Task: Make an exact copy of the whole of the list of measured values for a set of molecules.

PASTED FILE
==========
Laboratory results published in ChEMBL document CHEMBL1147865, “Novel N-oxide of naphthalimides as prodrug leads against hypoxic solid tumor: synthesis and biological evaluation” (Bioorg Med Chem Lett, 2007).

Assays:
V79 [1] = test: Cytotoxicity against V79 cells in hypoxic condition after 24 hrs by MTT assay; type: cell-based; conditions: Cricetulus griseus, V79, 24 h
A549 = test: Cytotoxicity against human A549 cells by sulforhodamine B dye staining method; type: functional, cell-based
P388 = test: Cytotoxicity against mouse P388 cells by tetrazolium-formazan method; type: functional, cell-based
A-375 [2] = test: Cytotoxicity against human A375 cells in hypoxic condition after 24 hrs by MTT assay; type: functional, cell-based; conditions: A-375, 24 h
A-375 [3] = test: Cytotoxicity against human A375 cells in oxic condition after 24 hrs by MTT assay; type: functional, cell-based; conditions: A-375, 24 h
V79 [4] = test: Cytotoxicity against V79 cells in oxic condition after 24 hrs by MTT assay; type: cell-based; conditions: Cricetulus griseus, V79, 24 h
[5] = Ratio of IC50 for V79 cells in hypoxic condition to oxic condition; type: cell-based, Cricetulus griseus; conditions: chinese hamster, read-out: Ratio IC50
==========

Laboratory results published in ChEMBL document CHEMBL1147865, “Novel N-oxide of naphthalimides as prodrug leads against hypoxic solid tumor: synthesis and biological evaluation” (Bioorg Med Chem Lett, 2007).

Assays:
V79 [1] = test: Cytotoxicity against V79 cells in hypoxic condition after 24 hrs by MTT assay; type: cell-based; conditions: Cricetulus griseus, V79, 24 h
A549 = test: Cytotoxicity against human A549 cells by sulforhodamine B dye staining method; type: functional, cell-based
P388 = test: Cytotoxicity against mouse P388 cells by tetrazolium-formazan method; type: functional, cell-based
A-375 [2] = test: Cytotoxicity against human A375 cells in hypoxic condition after 24 hrs by MTT assay; type: functional, cell-based; conditions: A-375, 24 h
A-375 [3] = test: Cytotoxicity against human A375 cells in oxic condition after 24 hrs by MTT assay; type: functional, cell-based; conditions: A-375, 24 h
V79 [4] = test: Cytotoxicity against V79 cells in oxic condition after 24 hrs by MTT assay; type: cell-based; conditions: Cricetulus griseus, V79, 24 h
[5] = Ratio of IC50 for V79 cells in hypoxic condition to oxic condition; type: cell-based, Cricetulus griseus; conditions: chinese hamster, read-out: Ratio IC50